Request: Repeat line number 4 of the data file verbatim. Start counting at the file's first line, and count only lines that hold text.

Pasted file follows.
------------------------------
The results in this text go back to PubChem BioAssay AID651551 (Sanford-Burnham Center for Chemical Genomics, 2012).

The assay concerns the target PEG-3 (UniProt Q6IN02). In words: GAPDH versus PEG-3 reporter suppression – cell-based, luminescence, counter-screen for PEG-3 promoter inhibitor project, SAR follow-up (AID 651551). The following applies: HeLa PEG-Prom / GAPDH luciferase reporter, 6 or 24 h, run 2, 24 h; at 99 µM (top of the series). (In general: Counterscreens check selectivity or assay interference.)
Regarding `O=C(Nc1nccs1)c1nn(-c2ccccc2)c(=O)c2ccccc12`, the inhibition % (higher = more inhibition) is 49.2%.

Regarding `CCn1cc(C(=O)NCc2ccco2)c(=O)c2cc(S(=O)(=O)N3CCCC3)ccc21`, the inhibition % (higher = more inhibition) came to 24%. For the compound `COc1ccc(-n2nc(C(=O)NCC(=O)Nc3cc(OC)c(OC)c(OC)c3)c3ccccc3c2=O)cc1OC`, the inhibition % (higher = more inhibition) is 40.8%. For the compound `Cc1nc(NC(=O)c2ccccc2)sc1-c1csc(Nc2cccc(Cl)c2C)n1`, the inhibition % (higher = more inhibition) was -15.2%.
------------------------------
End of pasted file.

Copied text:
Regarding `CCn1cc(C(=O)NCc2ccco2)c(=O)c2cc(S(=O)(=O)N3CCCC3)ccc21`, the inhibition % (higher = more inhibition) came to 24%. For the compound `COc1ccc(-n2nc(C(=O)NCC(=O)Nc3cc(OC)c(OC)c(OC)c3)c3ccccc3c2=O)cc1OC`, the inhibition % (higher = more inhibition) is 40.8%. For the compound `Cc1nc(NC(=O)c2ccccc2)sc1-c1csc(Nc2cccc(Cl)c2C)n1`, the inhibition % (higher = more inhibition) was -15.2%.